San Francisco Examiner's Scores

  • Movies
For 764 reviews, this publication has graded:
  • 49% higher than the average critic
  • 4% same as the average critic
  • 47% lower than the average critic
On average, this publication grades 2.3 points lower than other critics. (0-100 point scale)
Average Movie review score: 59
Highest review score: 100 Welcome to the Dollhouse
Lowest review score: 0 Halloween H20: 20 Years Later
Score distribution:
764 movie reviews
  1. It's a more intelligent and dimensional epic than, say, "Anna and the King." Emperor is worth every single penny.
    • 75 Metascore
    • 75 Critic Score
    After more than an hour of fun, the film turns dark as Solanas' mental state worsens. Not only does the brilliant kook wear out her welcome with Warhol, but the portrayal also grates on the viewer.
  2. History rendered with enough brains and imagination to more than make up for its few stumbles.
  3. There isn't a whole lot of fancy subplotting, just a potpourri of funny and engaging characters.
  4. Baumbach is obviously a bright man, but this material is too thin for anything more than a slight New Yorker short story about thoughtful screw-ups.
  5. The finest element in de la Pena's carefully assembled account is how she doesn't simply state the obvious, but lets the meaty facts speak for themselves.
    • San Francisco Examiner
  6. Huston manages to bring the unavoidable brutality of this story to the screen without seeming exploitative. And she gets good performances out of Malone, Leigh and Eldard. Glenne Headly gives a great performance as Leigh's saintly sister.
  7. One of the qualities that makes "12 Monkeys" so good is the fact that it is almost too complicated to explain.
    • 74 Metascore
    • 88 Critic Score
    Tucci and Holm brilliant as magazine writer and artist.
  8. Martin Scorsese is certainly one of the great living movie directors. Sadly, this does not mean he can't make a mistake. Kundun is a mistake.
  9. No amount of excellent period costuming and brilliant set decoration can substitute for a good story and decent acting.
  10. Broadway-sized performances.
    • San Francisco Examiner
  11. May be the funniest movie about parental and spousal abuse ever made.
    • San Francisco Examiner
    • 74 Metascore
    • 100 Critic Score
    One of the most complex and powerful literary scripts in recent times.
  12. What remains is Washington's volcanic and contemplative work at the core of a film packed to the rafters with raging bull.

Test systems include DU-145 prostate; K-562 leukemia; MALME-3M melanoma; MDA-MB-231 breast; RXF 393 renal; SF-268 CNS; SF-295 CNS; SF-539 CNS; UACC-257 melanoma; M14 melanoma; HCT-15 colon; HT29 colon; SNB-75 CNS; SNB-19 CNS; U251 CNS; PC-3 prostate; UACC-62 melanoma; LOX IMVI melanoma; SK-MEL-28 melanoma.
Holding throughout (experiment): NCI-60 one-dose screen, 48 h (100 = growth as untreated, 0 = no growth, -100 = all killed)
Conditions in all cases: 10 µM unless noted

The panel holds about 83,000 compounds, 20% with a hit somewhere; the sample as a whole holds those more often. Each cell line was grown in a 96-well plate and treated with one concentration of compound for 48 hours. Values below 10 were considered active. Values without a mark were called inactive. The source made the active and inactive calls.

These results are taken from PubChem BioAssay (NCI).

13. An adrenaline-pumping, post-musical musical.
    • San Francisco Examiner
  14. Overall a well-played chess match of a movie.
    • San Francisco Examiner
  15. A sobering documentary.
  16. A warm-hearted valentine to old traditions in China that are being obliterated by modern - and admittedly more efficient - technology.
  17. At its best the film serves as a music appreciation class taught by embattled artists whose cloudy livelihoods grow increasingly uncertain with each bittersweet symphony.
  18. Cholodenko's strategy of having the actors, in every scene -- whether it involves Lucy, the boyfriend or the Frame editors -- perform with an intonational flatness approaching monotone pretentiously undermines the effectiveness of her subject matter.
  19. It's a gas, dude!
  20. It's a testament to what happens when all the right ingredients come together. Wag the Dog is the best political satire in years.
  21. Makes a term like neo-noir seem like a fatuous catch phrase.
  22. Through it all, Ozon supplies a sense of pathos that makes fun of its own soullessness, transforming a self-serious suicide note into an existential love letter.
    • San Francisco Examiner
  23. A featherweight parlor-room French farce in need of an anchor to keep it from being blown away by the summer blockbuster gales.
  24. Quickly degenerates into a grueling piece of unpleasantness.
  25. Softley and Amini say they consciously viewed Kate as a film noir kind of heroine, a beauty leading a good man astray. And that, added to the setting of the second half of the movie in canal-riven Venice, gives the story the kind of moral haziness that verges on Thomas Mann territory.
  26. What begins as unassumingly dull wanders into disarming chaos.
  27. A document of vexing (and vexed) immediacy.

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